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The magic of Port

Question asked by anadyr on Apr 2, 2012
Latest reply on Apr 2, 2012 by anadyr

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Just got my wine shipment from a Paso Robles vineyard (called Tobin James) that included a Port for the first time (sold out, but should have been 25 dollars for a .375l bottle). 


Tobey (the winemaker) used real Portuguese grapes (Tinto Cao, Tortuga Nacional and Souzano varietals for all you oenophiles out there).

 

Tobey's grapes were planted in 1994 and harvested in 2009.  (The name issue of calling it "Port" is not an issue.  As many of you know the naming of these wines and spirits is regulated. Like Champagne, Port is protected by the European Unions’ Protected Designation of Origin guidelines.  In the European Union, Port may only come from the Douro Valley region in the northern Portugal.)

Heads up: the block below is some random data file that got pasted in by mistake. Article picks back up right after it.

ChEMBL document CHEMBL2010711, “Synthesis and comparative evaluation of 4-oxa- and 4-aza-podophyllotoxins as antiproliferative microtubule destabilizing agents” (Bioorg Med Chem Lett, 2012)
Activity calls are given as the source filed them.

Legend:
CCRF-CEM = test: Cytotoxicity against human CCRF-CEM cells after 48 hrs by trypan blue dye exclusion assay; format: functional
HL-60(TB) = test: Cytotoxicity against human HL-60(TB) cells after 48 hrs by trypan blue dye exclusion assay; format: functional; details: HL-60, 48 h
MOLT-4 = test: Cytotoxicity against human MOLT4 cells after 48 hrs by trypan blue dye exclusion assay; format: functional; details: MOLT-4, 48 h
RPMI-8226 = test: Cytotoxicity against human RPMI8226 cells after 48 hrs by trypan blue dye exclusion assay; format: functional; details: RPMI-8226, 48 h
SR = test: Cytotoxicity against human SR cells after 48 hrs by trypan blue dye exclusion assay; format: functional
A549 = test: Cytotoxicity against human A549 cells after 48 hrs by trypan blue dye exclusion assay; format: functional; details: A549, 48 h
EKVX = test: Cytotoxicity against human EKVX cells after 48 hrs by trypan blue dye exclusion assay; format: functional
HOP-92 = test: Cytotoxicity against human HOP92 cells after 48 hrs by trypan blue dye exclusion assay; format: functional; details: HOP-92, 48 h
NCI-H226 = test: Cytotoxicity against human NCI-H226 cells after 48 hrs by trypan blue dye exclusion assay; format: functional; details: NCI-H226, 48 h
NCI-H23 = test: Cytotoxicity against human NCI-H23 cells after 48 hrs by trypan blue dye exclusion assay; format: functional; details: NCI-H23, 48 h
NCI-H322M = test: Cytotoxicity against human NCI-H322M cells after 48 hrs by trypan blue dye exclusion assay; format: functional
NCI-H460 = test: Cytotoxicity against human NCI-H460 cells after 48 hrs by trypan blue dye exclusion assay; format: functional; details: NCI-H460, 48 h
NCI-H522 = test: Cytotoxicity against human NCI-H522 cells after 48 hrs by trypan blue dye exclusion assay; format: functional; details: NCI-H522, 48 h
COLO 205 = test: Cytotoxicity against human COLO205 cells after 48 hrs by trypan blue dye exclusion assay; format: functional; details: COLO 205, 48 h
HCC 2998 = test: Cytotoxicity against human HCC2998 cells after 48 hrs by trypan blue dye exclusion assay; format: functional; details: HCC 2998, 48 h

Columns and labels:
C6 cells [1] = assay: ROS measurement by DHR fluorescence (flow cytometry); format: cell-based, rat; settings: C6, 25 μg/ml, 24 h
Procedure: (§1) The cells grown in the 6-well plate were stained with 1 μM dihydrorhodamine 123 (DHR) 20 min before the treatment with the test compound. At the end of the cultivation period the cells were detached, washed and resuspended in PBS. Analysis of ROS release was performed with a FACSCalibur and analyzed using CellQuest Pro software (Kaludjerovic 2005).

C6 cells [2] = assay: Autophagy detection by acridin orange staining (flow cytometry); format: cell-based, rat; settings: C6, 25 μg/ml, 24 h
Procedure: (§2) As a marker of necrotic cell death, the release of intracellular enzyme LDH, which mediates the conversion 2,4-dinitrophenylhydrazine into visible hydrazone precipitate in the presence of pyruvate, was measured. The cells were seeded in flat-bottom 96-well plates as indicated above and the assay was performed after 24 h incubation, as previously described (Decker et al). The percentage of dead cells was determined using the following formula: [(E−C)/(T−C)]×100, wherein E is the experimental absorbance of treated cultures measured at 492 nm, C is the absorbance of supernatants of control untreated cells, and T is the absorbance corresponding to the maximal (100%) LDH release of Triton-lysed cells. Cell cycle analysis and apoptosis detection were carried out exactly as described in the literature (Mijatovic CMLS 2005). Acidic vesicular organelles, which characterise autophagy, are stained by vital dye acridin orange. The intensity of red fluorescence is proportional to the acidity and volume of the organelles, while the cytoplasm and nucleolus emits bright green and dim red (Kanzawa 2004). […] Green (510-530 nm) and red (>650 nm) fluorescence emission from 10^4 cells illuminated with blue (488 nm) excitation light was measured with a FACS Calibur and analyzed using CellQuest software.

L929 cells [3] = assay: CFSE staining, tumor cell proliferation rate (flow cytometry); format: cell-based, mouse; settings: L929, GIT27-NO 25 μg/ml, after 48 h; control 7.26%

VSOP Brandy stopped the fermentation and 10% grape sugars were added, the traditional Port-making method. 


Now after two years in the barrel and one resting in the bottle, is is all mine. Unless someone wants to bring a fine Cuban cigar (smuggled in of course) to enjoy it with (just kidding).

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